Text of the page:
Lethbridge Herald, The (Newspaper) - June 7, 1972, Lethbridge, Alberta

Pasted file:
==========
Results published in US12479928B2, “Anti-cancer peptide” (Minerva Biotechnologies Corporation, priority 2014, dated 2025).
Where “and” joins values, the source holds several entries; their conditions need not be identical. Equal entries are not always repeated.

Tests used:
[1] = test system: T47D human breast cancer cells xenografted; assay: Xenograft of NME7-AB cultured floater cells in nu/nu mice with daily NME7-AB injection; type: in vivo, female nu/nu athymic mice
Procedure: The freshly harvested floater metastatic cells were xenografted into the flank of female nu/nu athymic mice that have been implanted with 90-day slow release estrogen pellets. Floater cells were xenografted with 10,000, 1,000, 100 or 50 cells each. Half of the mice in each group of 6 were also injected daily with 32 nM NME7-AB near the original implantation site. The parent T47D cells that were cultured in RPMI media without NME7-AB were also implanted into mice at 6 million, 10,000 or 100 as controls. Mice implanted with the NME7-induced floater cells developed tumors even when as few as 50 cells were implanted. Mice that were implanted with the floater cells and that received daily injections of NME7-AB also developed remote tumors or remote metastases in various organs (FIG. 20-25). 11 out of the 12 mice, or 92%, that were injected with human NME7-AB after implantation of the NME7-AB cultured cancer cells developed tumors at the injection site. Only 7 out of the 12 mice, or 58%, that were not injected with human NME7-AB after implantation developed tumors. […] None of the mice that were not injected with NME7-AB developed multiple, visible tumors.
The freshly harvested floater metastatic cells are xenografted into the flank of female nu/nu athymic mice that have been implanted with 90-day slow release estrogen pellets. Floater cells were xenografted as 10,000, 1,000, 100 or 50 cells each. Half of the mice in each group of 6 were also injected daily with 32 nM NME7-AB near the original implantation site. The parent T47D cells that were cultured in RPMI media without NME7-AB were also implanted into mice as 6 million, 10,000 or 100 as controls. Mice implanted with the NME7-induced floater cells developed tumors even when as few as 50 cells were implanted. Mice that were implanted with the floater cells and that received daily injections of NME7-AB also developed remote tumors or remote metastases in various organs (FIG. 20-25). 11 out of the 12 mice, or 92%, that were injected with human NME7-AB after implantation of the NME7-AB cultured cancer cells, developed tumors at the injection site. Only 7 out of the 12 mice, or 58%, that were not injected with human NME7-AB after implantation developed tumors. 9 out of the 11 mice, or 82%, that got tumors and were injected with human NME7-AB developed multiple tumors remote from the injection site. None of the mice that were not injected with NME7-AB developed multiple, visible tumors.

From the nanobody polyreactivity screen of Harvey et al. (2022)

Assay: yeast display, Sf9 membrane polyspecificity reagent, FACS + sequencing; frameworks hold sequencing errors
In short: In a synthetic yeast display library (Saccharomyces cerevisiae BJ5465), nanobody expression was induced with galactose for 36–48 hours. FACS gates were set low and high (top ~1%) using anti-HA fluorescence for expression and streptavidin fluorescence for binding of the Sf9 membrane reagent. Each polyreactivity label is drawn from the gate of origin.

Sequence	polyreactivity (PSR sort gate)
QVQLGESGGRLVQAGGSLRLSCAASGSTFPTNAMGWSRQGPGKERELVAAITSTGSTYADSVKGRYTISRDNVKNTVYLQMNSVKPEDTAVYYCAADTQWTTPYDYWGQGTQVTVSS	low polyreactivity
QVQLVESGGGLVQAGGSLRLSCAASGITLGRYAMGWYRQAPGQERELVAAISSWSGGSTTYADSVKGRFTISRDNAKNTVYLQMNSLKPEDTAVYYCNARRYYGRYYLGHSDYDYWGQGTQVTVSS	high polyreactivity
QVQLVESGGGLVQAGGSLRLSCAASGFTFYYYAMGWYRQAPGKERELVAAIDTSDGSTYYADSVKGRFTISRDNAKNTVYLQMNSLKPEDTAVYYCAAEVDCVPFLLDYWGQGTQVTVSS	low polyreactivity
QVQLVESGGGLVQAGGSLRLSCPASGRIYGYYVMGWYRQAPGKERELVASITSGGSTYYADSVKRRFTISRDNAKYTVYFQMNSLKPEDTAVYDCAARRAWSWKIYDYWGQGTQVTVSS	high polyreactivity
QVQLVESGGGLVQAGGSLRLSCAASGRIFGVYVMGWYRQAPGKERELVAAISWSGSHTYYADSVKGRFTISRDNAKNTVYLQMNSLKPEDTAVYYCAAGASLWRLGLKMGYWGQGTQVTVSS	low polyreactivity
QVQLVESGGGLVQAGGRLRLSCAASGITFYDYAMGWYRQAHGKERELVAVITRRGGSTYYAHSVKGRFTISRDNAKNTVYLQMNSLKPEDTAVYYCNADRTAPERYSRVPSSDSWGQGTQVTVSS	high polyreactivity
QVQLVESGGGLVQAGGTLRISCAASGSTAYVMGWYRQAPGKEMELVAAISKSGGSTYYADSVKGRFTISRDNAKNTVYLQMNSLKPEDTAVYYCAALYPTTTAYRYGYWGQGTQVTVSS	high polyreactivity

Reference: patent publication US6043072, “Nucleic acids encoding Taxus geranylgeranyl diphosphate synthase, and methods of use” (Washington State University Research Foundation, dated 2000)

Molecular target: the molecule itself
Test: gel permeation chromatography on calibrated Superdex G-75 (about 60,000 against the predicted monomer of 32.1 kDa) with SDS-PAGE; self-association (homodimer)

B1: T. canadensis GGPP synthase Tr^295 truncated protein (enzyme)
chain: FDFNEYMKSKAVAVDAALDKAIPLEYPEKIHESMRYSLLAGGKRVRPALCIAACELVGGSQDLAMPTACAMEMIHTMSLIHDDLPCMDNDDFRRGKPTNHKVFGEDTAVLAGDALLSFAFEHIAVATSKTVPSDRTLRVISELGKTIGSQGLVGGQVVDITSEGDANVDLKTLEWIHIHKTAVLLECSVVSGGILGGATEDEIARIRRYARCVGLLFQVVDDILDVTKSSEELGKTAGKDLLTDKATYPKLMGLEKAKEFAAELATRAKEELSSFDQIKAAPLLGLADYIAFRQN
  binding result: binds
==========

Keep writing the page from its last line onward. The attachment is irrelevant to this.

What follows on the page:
_ THE IETHBRIDGE HERAID Wednesday, Juno 7, 1972 Operators say computers not to blame By IAN PORTER Canadian 1'rcss Labor Writer OTTAWA (CP) Lost in a computer'.' No such thing, say the peo- ple who work with the ma- chines. But during last winter, sev- eral thousand out-of-work Ca- n a A i a n s blamed heartless computer brains for what they felt were unjustified delays in payment of unemployment in- surance benefits. As their larders grew bare, (heir frustrations mounted. Cold comfort to be told Hie automated system was work- ing well for the vast majority of more than claim- ants being paid twice each month. For tliis part of the jobless population, lo be overlooked by the system, or rejected with only the barest of com- puter or no explanation at all as nothing short of loomed as nothing short of machine-made economic dis- aster. It added up to a real shiner for the Unemployment Insur- ance Commission, a public re- lations calls and letters from MPs, news- paper exposes, sit-ins, a riot in Bathurst, N.B., and heated debate in Parliament. Commission officials think the buffeting was unfair. Cliicf Commissioner Jacques DesRochcs. now dep- uty minister of manpower, ab- sorbed abuse from unsatisfied claimants. ile did lash back at one point to accuse numerous crit- ics of trying to make political capital out of a difficult tran- sitional period and of grossly exaggerating their case. His standard rejoinder thrdugliout the winter was that payment was made on 88 per cent of all claims within three weeks and was made for the rest of those qualifying within five weeks. Much of the protest, he re- peated, resulted from unfa- miliarity with new unemploy- m e n t insurance legislation adopted last June. He said in- complete applications from, new claimants and tardy co- operation from many employ- ers caused many delays. 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NEW STAFF TRAINED Commission officials say now they also under-estimated the volume of claims that built up after revised legisla- tion took effect last year. New staff had to be hired and trained overnight and new methods improvised to handle that swollen load. But they absolutely clear of blame the commission's five computers at regional offices in Moncton; N.B., Montreal, Belleville, Ont., Winnipeg and Vancouver. And they say they do not see much irony in the sugges- tion that the computers Wade possible the administrative and legislative changes pre- ceding the winter of discon- tent. Tlieii- desire lo keep their version of the record straight on this matter is one shared by many people who work with computers both in the government and business. The public's mixed feelings about computers are all too evident in the concern they exhibit. At the Unemployment In- surance Commission, officials emphasize that the computers have a most narrow role. "We use computers only to was the first point raised by David Steele, direc- tor-general of planning and development, in an interview. "The main advantage is he added. "To pay by hand would cost twice as much." KEEP HEAVY FILES Mr. Steele says the impor- tant fact is that the commis- sion issues 12 million war- rants" or cheques annually and at any given time it maintains an active file on to people. The computer is the obvious tool for handling this load and "like all tools, it has to be used properly." But the computer's role will be less modest as time goes on, Mr. Steele said. He ex- pects technological develop- ment will lead to another major reorganization of the unemployment insurance sys- tem within five years Future developments will be dep.lt with later in the series. A general idea of the direc- tion of change, h o w e v e r, conies from Manpower Minis- ter Bryce Mackasey. As labor minister from 1968 to early 1972, Mr. Mackasey oversaw the introduction of computers to the Unemploy- ment Insurance Commission. The commission remained his responsibility when he moved in January. One of his first promises wras that services of- fered by the department and the commission mil be more closely co-ordinated. SOLD ON COMPUTERS Describing himself as "a great believer in Mr. Mackasey suggested in an interview that computeriza- tion will transform the unem- ployment insurance system and most aspects of man- power planning and move- ments within the lahor mar- ket. Within 10 years, he pro- posed, the job histories of all working Canadians can be on computer files. Payment of insurance bene- fits would require only a quick computer check to de- termine if an unemployed worker meets minimum quali- fications. A return to active employ- ment, meanwhile, would be speeded by feeding complete job vacancy information from computers across the country. In fact, the future is en- croaching on the present. An example is the auto- mated client information sys- tem now being developed by the manpower department. Designed to help manpower counsellors to watch job open- ings with suitable unemployed workers, the system was in- troduced in the Ottawa-Hull area in 1970 and is being tested in Vancouver in May. MEET MISS BRITAIN Linda Hooks, 20, fashion and pholo model from Bournemouth, svon the title of Miss Britain of 1972 at Tottenham Cotfrtr Londorh She defeated 14 other finalists. (AP Wirephoto) Japan worried about young set By GEOFFREY MURRAY TOKYO A stunned Japan seems certain to begin serious soul-searching about its younger generation following the bloody three-man Japanese suicide attack at Lod airport in Tel Aviv. Bomb outrages and killings in Japan, blamed on the same Uni- fied Red Army extremists said to be involved in the Israeli massacre, rocked the nation last year. Japan thought it had dealt a serious blow to the extremist group. Police originally believed the movement was confined to Japanese territory. Recent in- vestigations show, li o w e v e r, that the Red Army has been supplying monthly funds to the Popular Front for the Libera- tion of Palestine for some time. Prime' Minister Eisaku Sato echoed the first shocked disbe- lief of his nation following the May 30 massacre when he asked: "But are there any Jap- could do such a anese who When the Identity of the sui- cide squad was established, the government quickly issued a public apology, ordered a spe- cial envoy to go to Israel, and considered whether some form of financial compensation should be made to the victims or their relatives. Leading national figures de- scribed the indiscriminate air- port shootings as the most infa- mous incident for Japan since the Second World War. The government feared the Quality Costs No More At Simpsons-Sears STORE HOURS: Open Daily 9 a.m. to p.m. Thursday and Friday 9 a.m. to 9 p.m. Centre Village. Telephone 328-9231 Trees burn three miles irom town SWAN HILLS (CP) Cloudy and damp weather has helped firefighters bring a forest fire killings would damage Japan's image abroad and quickly as- sumed moral responsibility for them. UNKNOWN TO POLICE Police in Tokyo were unable to find the names of the three men on their list of known left- wing extremists. The lone survivor told a Japa- nese embassy official in Tel Aviv that his name was Kozo Dkamoto and he was an agricul- tural student. All three were members of the Unified Red Army urban guerrilla group or a related fac- tion. The Red Army emerged from a fragmentation of left-wing groups during a period of ideo- logical dissension in the 1960s. A tew hundred revolutionaries came together determined to create a Utopian state through guerrilla organization was un- covered. The Japanese and Arab guer- rilla groups apparently pledged unity at a secret meeting last year and vowed to work to- gether for world revolution. A female Bed Army member, Fusako Slu'genobu, went to Bei- rut to joiiuthe Palestine guerril- las, according to the police, and Japanese funds were channelled through her. Other members of the Japa- nese group also were thought to have undergone military tram- ing with guerrillas based in Le- banon. Some time In March or April this year, Arab recruiters ap- parently virited Japan to enlist the three assassins for the Lod airport operation. By this stage, it was believed here that the Red Army in Japan was virtually in ruins fol- lowing a determined police crackdown late last year in which many radicals were ar- rested. Surviving members of the group fled to mountain huts and caves in central Japan where they studied the revolutionary tactics of Chinese Communist leader Mao Tse-tung, underwent military training, and manufac- tured bombs and grenades. Police said the group planned an uprising in Tokyo last April when special suicide squads- similar to the one that caused the slaughter in try lo kill leading government ministers. LEADERS IN JAIL The attacks failed to material- this northwestern town to a near violence, cither world-wide. in Japan or :hreatening Alberta oil standstill. A forestry official said today the fire expanded by 200 acres overnight and remains almost stationary three miles south- cast of the town. There was a possibility the 300 women and children evacuated from the community would be permitted to return if the fire was con- trolled for another 24 hours. Fire is sweeping through 000 acres of marketable timber in Marten Hills area, 20 miles northeast of the town of I Slave Lake. The group first gained head- lines when nine of its members hijacked a Japanese airliner at I he point of a Samurai sword in 1970. They flew to the North Ko- rean capital of Pyongyang, where all nine were reported to be studying revolutionary theory. One of them is believed to be the older brother of Kozo Okamoto. The present Red Army group appears lo have been formed last year by amalgamation with an equally violence-orientated organization blamed by police for a rash of armed robberies and bank raids. It was thought that the money acquired was meant to buy weapons and finance a revolu- tion exclusively inside until a connection with the Arab ize because by then almost the entire leadership was in jail, po- lice say. The previous January police had begun an intensive hunt for the radicals, patiently combing mountain ranges in several pre- fectures. Five were eventually trapped in the mountain resort of Karui- zawa where they grabbed a housewife as a hostage and held off besieging police for JO days. Interrogation of captured rad- icals led to the bizarre discov- ery of an ideological purge within the group which had in- volved the torture and execution of 14 members. Survivors told of midnight ter- ror courts in mountain hide- aways with the accused tortur- ed into confessing their sins. The victims were then killed or tied to stakes on snow-cov- ered hills and left to die slowly. Several were women. All were found naked in lonely mountain graves. The Red Army also was ac- cused of killing several police- men last year during street demonstrations In Tokyo and elsewhere. Added now lo that scries of shocks is the outrage in Israel. HURTS MINOR KITCHENER, Ont. (CP) Thrown from his station wagon as it rolled over in a four-vehi- cle crash, Alex Nennie managed to grab the roof rack of the roll- ing wagon and hang on before he hit the ground. A second im- pact tore the rack free and threw him inlo another car's windshield. He suffered a shoul- der injury and cuts.